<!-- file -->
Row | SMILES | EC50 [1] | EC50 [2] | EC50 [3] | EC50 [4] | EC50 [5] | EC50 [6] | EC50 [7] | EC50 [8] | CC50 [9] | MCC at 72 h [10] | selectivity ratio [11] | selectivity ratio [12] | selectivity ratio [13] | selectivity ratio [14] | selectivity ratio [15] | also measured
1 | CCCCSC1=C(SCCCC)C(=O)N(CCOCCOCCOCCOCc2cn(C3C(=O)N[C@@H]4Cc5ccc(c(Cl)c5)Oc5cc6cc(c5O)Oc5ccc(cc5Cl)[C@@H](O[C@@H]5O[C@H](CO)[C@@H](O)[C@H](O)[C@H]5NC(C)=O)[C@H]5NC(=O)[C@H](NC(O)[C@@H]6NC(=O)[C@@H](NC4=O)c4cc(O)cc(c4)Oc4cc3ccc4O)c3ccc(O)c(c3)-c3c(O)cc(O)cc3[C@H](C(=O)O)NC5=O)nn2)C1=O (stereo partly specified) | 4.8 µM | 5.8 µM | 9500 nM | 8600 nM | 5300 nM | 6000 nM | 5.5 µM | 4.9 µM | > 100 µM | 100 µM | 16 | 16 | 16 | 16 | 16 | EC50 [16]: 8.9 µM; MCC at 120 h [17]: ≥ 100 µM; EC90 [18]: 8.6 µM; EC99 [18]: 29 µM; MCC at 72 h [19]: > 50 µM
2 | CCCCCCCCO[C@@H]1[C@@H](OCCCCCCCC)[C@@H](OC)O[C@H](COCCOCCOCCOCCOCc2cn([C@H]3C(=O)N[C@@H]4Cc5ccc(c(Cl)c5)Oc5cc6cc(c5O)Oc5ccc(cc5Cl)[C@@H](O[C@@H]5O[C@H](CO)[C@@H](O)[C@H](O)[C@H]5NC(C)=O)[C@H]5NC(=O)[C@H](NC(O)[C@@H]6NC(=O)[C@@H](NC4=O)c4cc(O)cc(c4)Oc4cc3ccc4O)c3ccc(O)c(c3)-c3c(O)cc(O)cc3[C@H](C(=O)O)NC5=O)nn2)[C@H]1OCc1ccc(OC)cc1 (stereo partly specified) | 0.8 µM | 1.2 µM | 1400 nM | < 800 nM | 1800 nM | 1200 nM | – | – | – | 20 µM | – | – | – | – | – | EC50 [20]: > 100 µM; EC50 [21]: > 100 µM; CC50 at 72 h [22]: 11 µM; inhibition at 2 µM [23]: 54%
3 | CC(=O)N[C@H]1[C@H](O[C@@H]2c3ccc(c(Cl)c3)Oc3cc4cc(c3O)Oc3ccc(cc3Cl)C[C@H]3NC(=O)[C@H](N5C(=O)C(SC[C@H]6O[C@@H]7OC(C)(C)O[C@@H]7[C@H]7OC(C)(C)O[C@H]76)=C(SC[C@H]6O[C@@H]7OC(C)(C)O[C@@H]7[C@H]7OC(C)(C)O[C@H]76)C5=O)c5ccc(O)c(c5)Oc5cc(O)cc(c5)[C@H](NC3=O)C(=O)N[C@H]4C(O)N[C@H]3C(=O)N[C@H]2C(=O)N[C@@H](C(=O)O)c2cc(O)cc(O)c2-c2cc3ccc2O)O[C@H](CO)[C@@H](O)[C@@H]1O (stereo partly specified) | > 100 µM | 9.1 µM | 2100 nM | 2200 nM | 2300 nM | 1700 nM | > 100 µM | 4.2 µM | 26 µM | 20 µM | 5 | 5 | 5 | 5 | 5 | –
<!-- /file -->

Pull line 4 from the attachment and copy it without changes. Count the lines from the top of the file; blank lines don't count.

3 | CC(=O)N[C@H]1[C@H](O[C@@H]2c3ccc(c(Cl)c3)Oc3cc4cc(c3O)Oc3ccc(cc3Cl)C[C@H]3NC(=O)[C@H](N5C(=O)C(SC[C@H]6O[C@@H]7OC(C)(C)O[C@@H]7[C@H]7OC(C)(C)O[C@H]76)=C(SC[C@H]6O[C@@H]7OC(C)(C)O[C@@H]7[C@H]7OC(C)(C)O[C@H]76)C5=O)c5ccc(O)c(c5)Oc5cc(O)cc(c5)[C@H](NC3=O)C(=O)N[C@H]4C(O)N[C@H]3C(=O)N[C@H]2C(=O)N[C@@H](C(=O)O)c2cc(O)cc(O)c2-c2cc3ccc2O)O[C@H](CO)[C@@H](O)[C@@H]1O (stereo partly specified) | > 100 µM | 9.1 µM | 2100 nM | 2200 nM | 2300 nM | 1700 nM | > 100 µM | 4.2 µM | 26 µM | 20 µM | 5 | 5 | 5 | 5 | 5 | –